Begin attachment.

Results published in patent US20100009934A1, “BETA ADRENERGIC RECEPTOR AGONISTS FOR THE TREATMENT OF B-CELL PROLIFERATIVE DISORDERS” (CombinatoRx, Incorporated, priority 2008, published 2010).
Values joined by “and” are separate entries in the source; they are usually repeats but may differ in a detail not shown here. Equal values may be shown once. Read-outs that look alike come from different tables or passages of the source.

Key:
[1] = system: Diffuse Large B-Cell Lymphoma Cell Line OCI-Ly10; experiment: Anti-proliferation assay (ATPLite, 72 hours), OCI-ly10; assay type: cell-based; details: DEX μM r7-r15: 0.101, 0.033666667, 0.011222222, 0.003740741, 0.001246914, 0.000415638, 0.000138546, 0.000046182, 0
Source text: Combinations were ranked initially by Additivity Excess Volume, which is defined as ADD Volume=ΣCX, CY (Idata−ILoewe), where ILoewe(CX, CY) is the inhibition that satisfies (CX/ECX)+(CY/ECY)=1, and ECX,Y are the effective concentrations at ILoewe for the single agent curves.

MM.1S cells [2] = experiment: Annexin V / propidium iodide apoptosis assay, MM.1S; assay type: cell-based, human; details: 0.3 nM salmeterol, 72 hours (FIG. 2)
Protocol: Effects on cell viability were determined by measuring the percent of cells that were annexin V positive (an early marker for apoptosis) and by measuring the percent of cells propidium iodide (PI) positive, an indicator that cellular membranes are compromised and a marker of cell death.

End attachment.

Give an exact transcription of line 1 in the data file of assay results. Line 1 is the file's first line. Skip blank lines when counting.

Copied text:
Results published in patent US20100009934A1, “BETA ADRENERGIC RECEPTOR AGONISTS FOR THE TREATMENT OF B-CELL PROLIFERATIVE DISORDERS” (CombinatoRx, Incorporated, priority 2008, published 2010).